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May 14, 1970 - Image 3

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Publication:
Michigan Daily, 1970-05-14

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ENACT, JC's, Watershed Council
Ecology Center, Scouts, Sierra Club
HURON RIVER

page lhioce

x4r

Sfm'rigitan

Dailil

NEWS PHONE: 764-0552
RUSINESS PHONE: 764-0554

Thursday, May 14,1 970 Ann Arbor, Michigan Page Three

CLEAN e*'UP"
MAY 16
MEET: N. CAMPUS COMMONS
10 A.M.-BUSES PROVIDED
For Information Cali 764-4410

the
news today
by The Aswcaled Press and Coliege Press Service
TWENTY-ONE MEMBERS of the National Welfare Rights
Organization (NWRO) and students supporters were arrested
last night after they staged an eight-hour sit-in in the Washing-
ton office of Robert Finch, secretary of health, education and
welfare.
The NWRO members, along with students supporters, had con-
fronted Finch earlier and demanded a guaranteed annual income of
$5,500 for a family of four. They also called for an immediate end to
the war in Vietnam.
The proposed administration family assistance plan proposed
by the Nixon administration set a $1,600 annual minimum income
for a four-member family.
After talking with the group for some time, Finch abandoned his.
office to them. Finch termed the demonstration totally inappropriate,
and counter-productive. He said it would hinder congressional passage
of the family assistance bill.
THE INDIAN CLAIM COMMISSION yesterday awarded $12.3
million to the Seminole Indians for land taken from them by I
U.S. military forces nearly 150 years ago.
The commission based the award on what they determined as
the land's worth a century-and-a-half ago. The Indians had con-
tended the land, which includes most of Florida, was worth $47.9
million. Government appraisers set the value at $5.5 million.
Estimating past payments of money and land to the Seminoles
- at $5 million, the government will deduct that amount from the
award monies.
THE HOUSE OF REPRESENTATIVES yesterday approved a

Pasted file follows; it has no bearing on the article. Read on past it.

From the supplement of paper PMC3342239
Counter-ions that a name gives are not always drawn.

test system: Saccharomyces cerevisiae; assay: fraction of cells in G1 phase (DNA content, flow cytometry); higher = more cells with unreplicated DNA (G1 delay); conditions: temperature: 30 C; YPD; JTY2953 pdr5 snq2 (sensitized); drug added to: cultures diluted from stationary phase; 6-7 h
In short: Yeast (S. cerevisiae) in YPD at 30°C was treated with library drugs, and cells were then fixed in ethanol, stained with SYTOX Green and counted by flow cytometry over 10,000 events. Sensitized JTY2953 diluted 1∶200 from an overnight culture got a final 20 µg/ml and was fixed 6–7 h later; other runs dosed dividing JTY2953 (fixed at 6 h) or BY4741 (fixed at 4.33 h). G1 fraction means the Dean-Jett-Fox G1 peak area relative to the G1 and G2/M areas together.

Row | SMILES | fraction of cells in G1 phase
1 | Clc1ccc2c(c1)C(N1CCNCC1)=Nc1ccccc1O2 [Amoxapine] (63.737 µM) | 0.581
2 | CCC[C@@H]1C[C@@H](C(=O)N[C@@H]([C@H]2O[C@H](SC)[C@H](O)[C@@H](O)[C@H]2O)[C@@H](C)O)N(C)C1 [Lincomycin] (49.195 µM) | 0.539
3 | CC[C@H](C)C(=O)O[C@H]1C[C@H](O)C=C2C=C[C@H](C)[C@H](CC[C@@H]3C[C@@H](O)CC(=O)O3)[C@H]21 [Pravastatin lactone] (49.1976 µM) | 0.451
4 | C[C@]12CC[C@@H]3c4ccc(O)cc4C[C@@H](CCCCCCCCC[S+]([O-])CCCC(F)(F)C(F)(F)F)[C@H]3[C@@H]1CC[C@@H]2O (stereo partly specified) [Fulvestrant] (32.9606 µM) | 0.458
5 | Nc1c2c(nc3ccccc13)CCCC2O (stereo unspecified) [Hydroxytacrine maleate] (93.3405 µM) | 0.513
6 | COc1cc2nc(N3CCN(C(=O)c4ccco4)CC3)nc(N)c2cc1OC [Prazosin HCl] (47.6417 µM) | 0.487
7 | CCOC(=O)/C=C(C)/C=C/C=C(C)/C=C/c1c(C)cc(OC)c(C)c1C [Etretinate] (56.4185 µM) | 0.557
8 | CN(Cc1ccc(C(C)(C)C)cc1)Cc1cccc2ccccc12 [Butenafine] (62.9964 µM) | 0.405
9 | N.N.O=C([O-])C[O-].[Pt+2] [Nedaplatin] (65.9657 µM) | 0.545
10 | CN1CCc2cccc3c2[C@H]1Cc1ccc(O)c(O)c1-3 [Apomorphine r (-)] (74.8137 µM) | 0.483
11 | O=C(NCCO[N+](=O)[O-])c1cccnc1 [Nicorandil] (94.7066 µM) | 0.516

bill which could raise the tax on domestic airplane tickets from
five to eight per cent.
The hike would provide for major financing of a 10-year airways
development program for the improvement of airports and airways.
The measure, which has already been passed by the Senate now,
goes to President Nixon.
Under the bill, domestic cargo would be cha'ged a new tax of
five per cent. The four cents per gallon tax on commercial aviation
fuel would rise to seven cents.
SEN. PHILIP HART (D-Mich) will introduce a new auto
insurance bill which would make auto inspections compulsory and
would raise standards for obtaining a federal drivers license.
Hart said yesterday the bill stems from a three-year investiga-
tion into soaring insurance premiums and repair costs. He said it in-
cludes provisions for a compulsory rating of cars according to re-
lative vulnerability to crash damage of both vehicle and passengers.:
The proposed compulsory rating for damage vulnerability is keyed
to a promise by several insurance companies to charge 20 per cent
lower collision premiums for cars capable of withstanding a five
mile per hour crash without damage. Currently no popular American
car can take more than a 2.9 mph crash, according to testimony
before a congressional subcommittee.
DELAY SEEN
Congress slow on dr

'Takeover at HEW
Members of the National Welfare Rights Organization sit-in in the
Finch, secretary of health, education, and welfare yesterday before
testers called for a raise in minimum income for a welfare family of1
proposed in President Nixon's welfare bill. (See The News Today.)
NEAR PHNOM PENH:
Com mn st troops in

U.S. again
vows pullout
i odia
WASHINGTON A, - Secre-
tary of State William Rogers
yesterday reiterated the NiX-
on Administration's assuranc-
es t h a t U.S. military forces
b Iwill not become involved in
°{+Cambodia on any long term
basis.
Speaking at an unscheduled
news conference. Rogers admitted
that the administration has been
contacted by representatives of
tk. several nations who expressed
concern that the United States
I would become bogged down in an-
other Indochina war.

He added, however. that much
of the doubts have been dispelled
by President Nixon's assurances
that the United States is pursu-
ing a limited operation in Cam-
bodia. Reiterating Nixon's prom-
ise that U.S. troops will be with-
drawn from Cambodia by June 30,
-Associated Press Rogers said, "We do not intend to
become commited to the military
defense of the . . . (Cambodian)
Washington office of Robert government (of Premier Lon Nol).
they were arrested. The pro- The President announced we are
four above $1,600, the amount going to provide some limited as-
sistance . . . any larger program
_ would require congressional ap-
prpval," he added.
Rogers said it is too early to tell
whether the operation has compli-
A cated U.S.-Soviet relations, but
maintained that it has not had
jjjjJ-JUdia an adverse effect on the Strategic
Arms Limitations Talks in Vienna.
Discussing other issues of cur-